Persona Profiling and Personalisation: The Future of Marketing

Posted in: Marketing, Work on November 5th, 2012
The many faces of Personalised Customer Marketing
Customers have many faces… Personalise to meet their demands. Image credit

Your customer types should be the first discussion topic when you are putting together a marketing plan. Sadly; however, when many people identify their customer profile, they give a very broad brush description. “My customers are usually small businesses.” “My customers are usually over 50.” “My customers are high-profile executives.”

Let’s be honest, we all like a bit of personal attention, so why not incorporate personalisation into marketing? To do so you first need to build a complete customer profile, then you can go ahead and target ‘til your heart’s content. Here are a few points to consider when building customer profiles…


This is often the first segmentation instrument used; marketers will usually target demographics such as age, gender, income and/or geographic location. While this is important, and will be the base of many campaigns, it’s only the cinnamon on the top of a fluffy cappuccino when it comes to customer profiling.


Often neglected, psychographic profiling helps identify thought patterns, values, interests, goals and beliefs that can be used for targeting and relationship building. For example, if a person is a single, career-driven male who supports Ford in the V8s, he would be unlikely to respond to a campaign with pictures of a mother and baby in a Holden Barina.

Also, use this chance to get social with your customers and engage them on common personal interest topics outside of your product base. By doing this you personalise your brand, helping drive brand equity, consumer trust and sales!

Webographic and Integrated Marketing

When it comes to reaching customers online, contemplate the time of day people browse for different types of content (this can affect email or ad delivery schedules), devices used to access the web (mobile, browser, tablet), preferred interaction methods (email, website, forum, social media, app), their experience using online tools (how simple is your conversion process?) and how fast their connection is (will you use video, photo and/or text).

Additionally, your website shouldn’t be a solitary marketing channel. Integrating your campaigns across a range of online channels such as social media, PPC, blogs and forums aids content syndication, while exploiting TV or print can help propagate marketing messages offline. Deciding which channels to use will be based on the customer personas identified, and channel specific campaigns should be personalised to suit.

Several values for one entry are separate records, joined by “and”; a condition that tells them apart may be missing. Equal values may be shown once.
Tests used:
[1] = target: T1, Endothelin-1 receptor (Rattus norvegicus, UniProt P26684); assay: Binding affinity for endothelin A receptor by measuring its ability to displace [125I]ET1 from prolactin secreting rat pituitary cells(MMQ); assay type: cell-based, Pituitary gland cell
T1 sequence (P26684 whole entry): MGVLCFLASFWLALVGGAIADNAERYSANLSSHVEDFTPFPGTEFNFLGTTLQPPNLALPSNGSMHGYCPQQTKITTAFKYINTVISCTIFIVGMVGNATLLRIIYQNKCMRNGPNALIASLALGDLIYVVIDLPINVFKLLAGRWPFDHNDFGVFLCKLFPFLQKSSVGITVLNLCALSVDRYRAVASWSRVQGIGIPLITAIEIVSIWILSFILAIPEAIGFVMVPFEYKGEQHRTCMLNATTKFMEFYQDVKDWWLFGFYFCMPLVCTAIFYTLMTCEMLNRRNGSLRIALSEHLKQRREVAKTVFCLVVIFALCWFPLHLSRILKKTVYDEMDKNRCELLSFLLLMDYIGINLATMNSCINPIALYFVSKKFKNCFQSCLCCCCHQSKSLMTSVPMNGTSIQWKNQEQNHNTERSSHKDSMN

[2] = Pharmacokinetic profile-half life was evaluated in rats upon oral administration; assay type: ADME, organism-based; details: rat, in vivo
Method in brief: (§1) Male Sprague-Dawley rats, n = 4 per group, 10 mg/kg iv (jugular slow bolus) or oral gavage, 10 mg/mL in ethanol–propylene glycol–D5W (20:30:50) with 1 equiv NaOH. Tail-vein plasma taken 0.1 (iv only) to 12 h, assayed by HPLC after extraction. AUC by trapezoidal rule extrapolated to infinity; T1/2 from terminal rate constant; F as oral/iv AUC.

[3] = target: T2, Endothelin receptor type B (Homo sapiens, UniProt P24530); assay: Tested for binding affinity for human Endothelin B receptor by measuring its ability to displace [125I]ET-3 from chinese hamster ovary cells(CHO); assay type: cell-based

Goals, Challenges and Solutions

Psychographic analysis can lead to identification of customer goals and issues preventing goal achievement, giving you the chance to provide a solution to a problem. For example, knowing that a busy family man’s goal is to purchase a second home but his primary challenge is finding the time to look for properties, you may be able to offer a specific solution. Your matching campaign would then utilise copy and supporting graphics to solve his specific issue, rather than solving the broad issue of being time poor. Furthermore, understanding customers’ specific needs assists identify common objections and prepares you to counter customer dissent, allowing you to provide responses that the customer can relate to.

Putting it Together

Gathering customer insight may not be as easy as Googling it. You may have to actually interview customers, conduct surveys or use social monitoring software to gather online data. But once you have clear, segmented customer profiles you can start to build website content, advertising campaigns and social media posts around these segments.

Personalisation is the future of marketing…

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